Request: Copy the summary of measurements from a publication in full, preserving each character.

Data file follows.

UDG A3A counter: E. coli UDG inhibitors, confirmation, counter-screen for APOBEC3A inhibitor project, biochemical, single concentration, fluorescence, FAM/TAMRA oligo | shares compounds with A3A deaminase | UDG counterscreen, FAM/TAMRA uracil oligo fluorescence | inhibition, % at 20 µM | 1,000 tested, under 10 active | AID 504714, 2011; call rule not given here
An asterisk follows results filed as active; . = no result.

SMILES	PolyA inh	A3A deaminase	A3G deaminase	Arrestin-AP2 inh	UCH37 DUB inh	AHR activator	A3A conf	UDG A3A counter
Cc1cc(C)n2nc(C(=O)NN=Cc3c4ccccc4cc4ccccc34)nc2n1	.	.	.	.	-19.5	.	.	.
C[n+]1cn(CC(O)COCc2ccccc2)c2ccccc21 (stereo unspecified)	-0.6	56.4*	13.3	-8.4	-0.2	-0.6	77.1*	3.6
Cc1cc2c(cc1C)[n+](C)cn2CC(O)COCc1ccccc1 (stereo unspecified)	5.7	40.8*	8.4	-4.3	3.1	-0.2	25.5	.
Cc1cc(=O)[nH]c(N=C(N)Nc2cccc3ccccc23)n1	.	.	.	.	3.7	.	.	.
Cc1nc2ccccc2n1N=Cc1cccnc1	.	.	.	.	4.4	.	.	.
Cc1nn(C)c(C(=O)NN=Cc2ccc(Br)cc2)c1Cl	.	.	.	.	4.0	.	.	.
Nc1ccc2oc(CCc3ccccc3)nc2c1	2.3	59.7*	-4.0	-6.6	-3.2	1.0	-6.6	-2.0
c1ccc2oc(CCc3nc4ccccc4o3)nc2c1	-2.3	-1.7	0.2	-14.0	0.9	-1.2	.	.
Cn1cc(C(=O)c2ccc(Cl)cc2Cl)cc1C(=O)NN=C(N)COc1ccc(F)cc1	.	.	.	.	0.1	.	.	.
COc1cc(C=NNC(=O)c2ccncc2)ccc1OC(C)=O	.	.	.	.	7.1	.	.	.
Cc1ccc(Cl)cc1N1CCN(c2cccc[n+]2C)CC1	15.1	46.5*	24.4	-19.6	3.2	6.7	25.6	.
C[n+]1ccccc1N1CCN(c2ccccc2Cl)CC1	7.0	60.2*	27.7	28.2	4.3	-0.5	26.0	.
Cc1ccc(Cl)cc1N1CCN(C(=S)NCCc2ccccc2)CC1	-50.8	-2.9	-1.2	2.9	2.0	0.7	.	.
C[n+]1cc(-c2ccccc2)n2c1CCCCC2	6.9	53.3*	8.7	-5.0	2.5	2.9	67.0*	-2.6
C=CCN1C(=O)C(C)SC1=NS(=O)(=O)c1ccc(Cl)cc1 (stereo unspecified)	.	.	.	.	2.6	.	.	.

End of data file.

UDG A3A counter: E. coli UDG inhibitors, confirmation, counter-screen for APOBEC3A inhibitor project, biochemical, single concentration, fluorescence, FAM/TAMRA oligo | shares compounds with A3A deaminase | UDG counterscreen, FAM/TAMRA uracil oligo fluorescence | inhibition, % at 20 µM | 1,000 tested, under 10 active | AID 504714, 2011; call rule not given here
An asterisk follows results filed as active; . = no result.

SMILES	PolyA inh	A3A deaminase	A3G deaminase	Arrestin-AP2 inh	UCH37 DUB inh	AHR activator	A3A conf	UDG A3A counter
Cc1cc(C)n2nc(C(=O)NN=Cc3c4ccccc4cc4ccccc34)nc2n1	.	.	.	.	-19.5	.	.	.
C[n+]1cn(CC(O)COCc2ccccc2)c2ccccc21 (stereo unspecified)	-0.6	56.4*	13.3	-8.4	-0.2	-0.6	77.1*	3.6
Cc1cc2c(cc1C)[n+](C)cn2CC(O)COCc1ccccc1 (stereo unspecified)	5.7	40.8*	8.4	-4.3	3.1	-0.2	25.5	.
Cc1cc(=O)[nH]c(N=C(N)Nc2cccc3ccccc23)n1	.	.	.	.	3.7	.	.	.
Cc1nc2ccccc2n1N=Cc1cccnc1	.	.	.	.	4.4	.	.	.
Cc1nn(C)c(C(=O)NN=Cc2ccc(Br)cc2)c1Cl	.	.	.	.	4.0	.	.	.
Nc1ccc2oc(CCc3ccccc3)nc2c1	2.3	59.7*	-4.0	-6.6	-3.2	1.0	-6.6	-2.0
c1ccc2oc(CCc3nc4ccccc4o3)nc2c1	-2.3	-1.7	0.2	-14.0	0.9	-1.2	.	.
Cn1cc(C(=O)c2ccc(Cl)cc2Cl)cc1C(=O)NN=C(N)COc1ccc(F)cc1	.	.	.	.	0.1	.	.	.
COc1cc(C=NNC(=O)c2ccncc2)ccc1OC(C)=O	.	.	.	.	7.1	.	.	.
Cc1ccc(Cl)cc1N1CCN(c2cccc[n+]2C)CC1	15.1	46.5*	24.4	-19.6	3.2	6.7	25.6	.
C[n+]1ccccc1N1CCN(c2ccccc2Cl)CC1	7.0	60.2*	27.7	28.2	4.3	-0.5	26.0	.
Cc1ccc(Cl)cc1N1CCN(C(=S)NCCc2ccccc2)CC1	-50.8	-2.9	-1.2	2.9	2.0	0.7	.	.
C[n+]1cc(-c2ccccc2)n2c1CCCCC2	6.9	53.3*	8.7	-5.0	2.5	2.9	67.0*	-2.6
C=CCN1C(=O)C(C)SC1=NS(=O)(=O)c1ccc(Cl)cc1 (stereo unspecified)	.	.	.	.	2.6	.	.	.